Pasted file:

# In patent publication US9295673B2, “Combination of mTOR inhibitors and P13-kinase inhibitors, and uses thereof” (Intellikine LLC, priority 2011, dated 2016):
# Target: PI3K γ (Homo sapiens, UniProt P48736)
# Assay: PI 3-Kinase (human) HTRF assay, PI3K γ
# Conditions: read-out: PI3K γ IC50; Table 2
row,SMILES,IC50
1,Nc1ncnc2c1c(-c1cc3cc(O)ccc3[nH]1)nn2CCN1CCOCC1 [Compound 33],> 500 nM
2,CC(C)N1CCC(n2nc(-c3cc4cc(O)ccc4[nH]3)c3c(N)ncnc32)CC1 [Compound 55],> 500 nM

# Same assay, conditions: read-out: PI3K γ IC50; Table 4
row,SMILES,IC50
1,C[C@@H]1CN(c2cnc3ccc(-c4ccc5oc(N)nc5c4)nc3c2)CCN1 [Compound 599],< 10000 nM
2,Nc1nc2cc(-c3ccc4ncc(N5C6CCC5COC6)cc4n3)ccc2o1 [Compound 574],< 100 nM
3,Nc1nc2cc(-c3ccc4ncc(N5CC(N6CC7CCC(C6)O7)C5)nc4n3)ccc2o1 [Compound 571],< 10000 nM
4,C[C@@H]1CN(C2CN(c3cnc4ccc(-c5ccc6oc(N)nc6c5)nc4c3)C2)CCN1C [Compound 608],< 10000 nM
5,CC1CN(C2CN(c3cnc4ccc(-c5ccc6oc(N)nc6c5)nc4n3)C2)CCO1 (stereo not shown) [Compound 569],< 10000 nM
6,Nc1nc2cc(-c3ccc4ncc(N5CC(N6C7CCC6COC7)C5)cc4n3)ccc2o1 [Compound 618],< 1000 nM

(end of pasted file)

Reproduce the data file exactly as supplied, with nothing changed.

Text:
# In patent publication US9295673B2, “Combination of mTOR inhibitors and P13-kinase inhibitors, and uses thereof” (Intellikine LLC, priority 2011, dated 2016):
# Target: PI3K γ (Homo sapiens, UniProt P48736)
# Assay: PI 3-Kinase (human) HTRF assay, PI3K γ
# Conditions: read-out: PI3K γ IC50; Table 2
row,SMILES,IC50
1,Nc1ncnc2c1c(-c1cc3cc(O)ccc3[nH]1)nn2CCN1CCOCC1 [Compound 33],> 500 nM
2,CC(C)N1CCC(n2nc(-c3cc4cc(O)ccc4[nH]3)c3c(N)ncnc32)CC1 [Compound 55],> 500 nM

# Same assay, conditions: read-out: PI3K γ IC50; Table 4
row,SMILES,IC50
1,C[C@@H]1CN(c2cnc3ccc(-c4ccc5oc(N)nc5c4)nc3c2)CCN1 [Compound 599],< 10000 nM
2,Nc1nc2cc(-c3ccc4ncc(N5C6CCC5COC6)cc4n3)ccc2o1 [Compound 574],< 100 nM
3,Nc1nc2cc(-c3ccc4ncc(N5CC(N6CC7CCC(C6)O7)C5)nc4n3)ccc2o1 [Compound 571],< 10000 nM
4,C[C@@H]1CN(C2CN(c3cnc4ccc(-c5ccc6oc(N)nc6c5)nc4c3)C2)CCN1C [Compound 608],< 10000 nM
5,CC1CN(C2CN(c3cnc4ccc(-c5ccc6oc(N)nc6c5)nc4n3)C2)CCO1 (stereo not shown) [Compound 569],< 10000 nM
6,Nc1nc2cc(-c3ccc4ncc(N5CC(N6C7CCC6COC7)C5)cc4n3)ccc2o1 [Compound 618],< 1000 nM